Could turne so much the constitutionCould turn so much the constitutionMV III.ii.246
Of any constant man. What, worse and worse?Of any constant man. What, worse and worse?MV III.ii.247
With leaue Bassanio I am halfe your selfe,With leave, Bassanio, I am half yourself,MV III.ii.248
And I must freely haue the halfe of any thingAnd I must freely have the half of anythingMV III.ii.249
That this same paper brings you.That this same paper brings you.MV III.ii.250.1
Is it your deere friend that is thus in trouble?Is it your dear friend that is thus in trouble?MV III.ii.291
What summe owes he the Iew?What sum owes he the Jew?MV III.ii.297
What, no more?What, no more?MV III.ii.298.2
Pay him sixe thousand, and deface the bond:Pay him six thousand, and deface the bond.MV III.ii.299
Double sixe thousand, and then treble that,Double six thousand and then treble that,MV III.ii.300
Before a friend of this descriptionBefore a friend of this descriptionMV III.ii.301
Shall lose a haire through Bassano's fault.Shall lose a hair through Bassanio's fault.MV III.ii.302
First goe with me to Church, and call me wife,First go with me to church and call me wife,MV III.ii.303
And then away to Venice to your friend:And then away to Venice to your friend!MV III.ii.304
For neuer shall you lie by Portias sideFor never shall you lie by Portia's sideMV III.ii.305
With an vnquiet soule. You shall haue goldWith an unquiet soul. You shall have goldMV III.ii.306
To pay the petty debt twenty times ouer.To pay the petty debt twenty times over.MV III.ii.307
When it is payd, bring your true friend along,When it is paid, bring your true friend along.MV III.ii.308
My maid Nerrissa, and my selfe meane timeMy maid Nerissa and myself meantimeMV III.ii.309
Will liue as maids and widdowes; come away,Will live as maids and widows. Come away,MV III.ii.310
For you shall hence vpon your wedding day:For you shall hence upon your wedding day.MV III.ii.311
Bid your friends welcome, show a merry cheere,Bid your friends welcome, show a merry cheer;MV III.ii.312
Since you are deere bought, I will loue you deere.Since you are dear bought, I will love you dear.MV III.ii.313
But let me heare the letter of your friend.But let me hear the letter of your friend.MV III.ii.314
O loue! dispach all busines and be gone.O love, dispatch all business and be gone.MV III.ii.322
I neuer did repent for doing good,I never did repent for doing good,MV III.iv.10
Nor shall not now: for in companionsNor shall not now; for in companionsMV III.iv.11
That do conuerse and waste the time together,That do converse and waste the time together,MV III.iv.12
Whose soules doe beare an egal yoke of loue.Whose souls do bear an equal yoke of love,MV III.iv.13
There must be needs a like proportionThere must be needs a like proportionMV III.iv.14
Of lyniaments, of manners, and of spirit;Of lineaments, of manners, and of spirit;MV III.iv.15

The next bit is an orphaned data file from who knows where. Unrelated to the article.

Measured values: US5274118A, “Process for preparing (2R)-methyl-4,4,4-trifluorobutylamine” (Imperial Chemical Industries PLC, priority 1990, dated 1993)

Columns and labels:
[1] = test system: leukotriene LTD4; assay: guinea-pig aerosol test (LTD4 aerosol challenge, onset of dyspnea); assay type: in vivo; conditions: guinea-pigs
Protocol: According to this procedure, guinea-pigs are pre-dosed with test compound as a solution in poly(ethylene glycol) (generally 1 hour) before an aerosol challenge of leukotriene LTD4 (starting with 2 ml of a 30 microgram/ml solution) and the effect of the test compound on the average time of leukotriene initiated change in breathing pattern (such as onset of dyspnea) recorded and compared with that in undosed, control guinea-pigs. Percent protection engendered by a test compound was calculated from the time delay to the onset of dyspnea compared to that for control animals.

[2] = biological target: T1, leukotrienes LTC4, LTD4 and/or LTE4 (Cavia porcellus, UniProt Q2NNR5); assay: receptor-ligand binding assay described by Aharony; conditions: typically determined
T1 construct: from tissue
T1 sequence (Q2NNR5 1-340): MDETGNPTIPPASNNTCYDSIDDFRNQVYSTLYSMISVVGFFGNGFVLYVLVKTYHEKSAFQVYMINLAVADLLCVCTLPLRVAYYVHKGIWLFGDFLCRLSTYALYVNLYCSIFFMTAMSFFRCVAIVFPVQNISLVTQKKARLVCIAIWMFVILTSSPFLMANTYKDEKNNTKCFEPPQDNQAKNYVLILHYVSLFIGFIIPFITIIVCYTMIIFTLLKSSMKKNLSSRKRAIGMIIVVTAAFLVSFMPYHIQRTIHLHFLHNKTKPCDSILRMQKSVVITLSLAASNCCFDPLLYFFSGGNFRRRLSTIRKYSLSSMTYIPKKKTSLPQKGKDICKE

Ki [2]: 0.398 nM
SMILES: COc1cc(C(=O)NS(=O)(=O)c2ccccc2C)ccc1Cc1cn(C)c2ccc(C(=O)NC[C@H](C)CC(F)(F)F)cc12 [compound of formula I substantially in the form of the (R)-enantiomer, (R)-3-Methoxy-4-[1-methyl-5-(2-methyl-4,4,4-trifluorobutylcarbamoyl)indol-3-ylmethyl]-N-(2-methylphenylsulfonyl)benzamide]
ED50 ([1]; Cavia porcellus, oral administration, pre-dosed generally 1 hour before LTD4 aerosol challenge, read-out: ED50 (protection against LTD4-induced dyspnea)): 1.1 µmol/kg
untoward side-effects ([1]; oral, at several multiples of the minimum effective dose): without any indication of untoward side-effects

Which makes me thinke that this AnthonioWhich makes me think that this Antonio,MV III.iv.16
Being the bosome louer of my Lord,Being the bosom lover of my lord,MV III.iv.17
Must needs be like my Lord. If it be so,Must needs be like my lord. If it be so,MV III.iv.18
How little is the cost I haue bestowedHow little is the cost I have bestowedMV III.iv.19
In purchasing the semblance of my soule;In purchasing the semblance of my soulMV III.iv.20
From out the state of hellish cruelty,From out the state of hellish cruelty.MV III.iv.21
This comes too neere the praising of my selfe,This comes too near the praising of myself,MV III.iv.22
Therefore no more of it: heere other thingsTherefore no more of it. Hear other things:MV III.iv.23
Lorenso I commit into your hands,Lorenzo, I commit into your handsMV III.iv.24
The husbandry and mannage of my house,The husbandry and manage of my houseMV III.iv.25
Vntill my Lords returne; for mine owne partUntil my lord's return. For mine own part,MV III.iv.26
I haue toward heauen breath'd a secret vow,I have toward heaven breathed a secret vowMV III.iv.27
To liue in prayer and contemplation,To live in prayer and contemplation,MV III.iv.28
Onely attended by Nerrissa heere,Only attended by Nerissa here,MV III.iv.29
Vntill her husband and my Lords returne:Until her husband and my lord's return.MV III.iv.30
There is a monastery too miles off,There is a monastery two miles off,MV III.iv.31
And there we will abide. I doe desire youAnd there will we abide. I do desire youMV III.iv.32
Not to denie this imposition,Not to deny this imposition,MV III.iv.33
The which my loue and some necessityThe which my love and some necessityMV III.iv.34
Now layes vpon you.Now lays upon you.MV III.iv.35.1
My people doe already know my minde,My people do already know my mindMV III.iv.37
And will acknowledge you and IessicaAnd will acknowledge you and JessicaMV III.iv.38
In place of Lord Bassanio and my selfe.In place of Lord Bassanio and myself.MV III.iv.39
So far you well till we shall meete againe.So fare you well till we shall meet again.MV III.iv.40
I thanke you for your wish, and am well pleas'dI thank you for your wish, and am well pleasedMV III.iv.43
To wish it backe on you: faryouwell Iessica. To wish it back on you. Fare you well, Jessica.MV III.iv.44
Now Balthaser,Now, Balthasar,MV III.iv.45
as I haue euer found thee honest true,As I have ever found thee honest-true,MV III.iv.46
So let me finde thee still: take this same letter,So let me find thee still. Take this same letter,MV III.iv.47